|Rev. Rob Schenck praying around Navy Yard (pis this hoto WTOP)|
Living in the District of Calamity (sic), I watched coverage of the Navy Yard shooting in which twelve NAVSEA workers were killed as well as the gunman with rapt attention, because this violence both terrorizes the Nation's Capitol and because I know people working in that building.
While the low flying helicopters which circled the Navy Yard while the shooting situation was active was remarkable, the image that really struck me was of an evangelical minister praying on the sidewalk near the Navy Yard. WTOP reported that Rev. Rob Schenck lived in the Navy Yard neighborhood and was preparing to fly out of town when he heard the news of the shooting when he turned around to minister to those who were wounded and frightened. As Schenck told Bob Madigan "At times like this you ask yourself what can you do? As a minister what I do is pray."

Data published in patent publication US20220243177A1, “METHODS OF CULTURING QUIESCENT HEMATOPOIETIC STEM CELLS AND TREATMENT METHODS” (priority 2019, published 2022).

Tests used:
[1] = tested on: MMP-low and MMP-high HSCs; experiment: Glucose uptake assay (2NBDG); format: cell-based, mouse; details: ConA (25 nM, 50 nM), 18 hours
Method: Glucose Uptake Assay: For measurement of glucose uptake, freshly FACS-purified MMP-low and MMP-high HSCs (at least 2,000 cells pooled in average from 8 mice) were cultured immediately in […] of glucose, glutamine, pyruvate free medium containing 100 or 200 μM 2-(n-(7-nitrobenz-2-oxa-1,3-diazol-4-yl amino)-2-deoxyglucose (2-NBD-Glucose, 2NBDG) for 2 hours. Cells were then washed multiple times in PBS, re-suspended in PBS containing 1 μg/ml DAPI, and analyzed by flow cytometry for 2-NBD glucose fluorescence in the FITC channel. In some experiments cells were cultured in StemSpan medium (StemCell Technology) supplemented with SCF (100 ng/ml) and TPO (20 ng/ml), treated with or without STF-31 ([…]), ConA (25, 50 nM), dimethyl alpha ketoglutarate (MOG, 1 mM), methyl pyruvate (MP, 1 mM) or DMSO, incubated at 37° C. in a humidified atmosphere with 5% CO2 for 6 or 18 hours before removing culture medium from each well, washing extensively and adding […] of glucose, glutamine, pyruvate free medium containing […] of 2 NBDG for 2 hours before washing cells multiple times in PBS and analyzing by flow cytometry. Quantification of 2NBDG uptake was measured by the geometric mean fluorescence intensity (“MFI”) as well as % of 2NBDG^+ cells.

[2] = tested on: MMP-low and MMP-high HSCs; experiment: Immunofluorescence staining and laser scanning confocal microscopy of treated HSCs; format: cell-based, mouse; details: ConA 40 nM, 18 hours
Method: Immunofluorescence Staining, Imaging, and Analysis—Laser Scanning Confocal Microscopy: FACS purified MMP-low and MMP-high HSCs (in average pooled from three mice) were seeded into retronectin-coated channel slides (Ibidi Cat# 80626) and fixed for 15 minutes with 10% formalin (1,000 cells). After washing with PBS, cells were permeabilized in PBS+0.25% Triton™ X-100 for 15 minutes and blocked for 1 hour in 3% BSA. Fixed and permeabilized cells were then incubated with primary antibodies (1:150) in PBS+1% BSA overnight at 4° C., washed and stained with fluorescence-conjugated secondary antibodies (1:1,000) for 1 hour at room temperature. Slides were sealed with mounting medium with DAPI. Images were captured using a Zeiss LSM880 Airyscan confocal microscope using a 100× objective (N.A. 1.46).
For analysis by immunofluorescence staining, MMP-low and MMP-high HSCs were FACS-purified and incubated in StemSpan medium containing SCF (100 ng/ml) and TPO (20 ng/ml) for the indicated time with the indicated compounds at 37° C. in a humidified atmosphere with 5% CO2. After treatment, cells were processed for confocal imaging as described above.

Another memory occurred while the media was waiting for the initial press conference from law enforcement, a priest walked nearby. When St. Vincent de Paul Catholic Church Pastor Fr. Andrew Royal passed nearby the media scrum, he asked if he could help. Royal also offered comfort and prayers for those in shock, but he thought it important to also conduct the noon liturgy.
As Washington Archbishop Donald Cardinal Wuerl noted in his statement about the Navy Yard shooting reminded his flock:
I join people of all faiths, across our community in praying for the people killed and wounded in the attack on the Navy Yard in Washington, D.C.. I also pray for the family members of the victims, as well as the first responders and emergency workers at the scene. While many facts are now still unknown, our most powerful tool right now is prayer. The Church always calls us to prayer, particularly in moments of crisis. It is what we do best because it is what the Lord asks us to do.
Cardinal Wuerl's message, along with the on scene ministering by Rev. Schenck and Fr. Royal highlights the importance of allowing ministers access to mass casualty situations.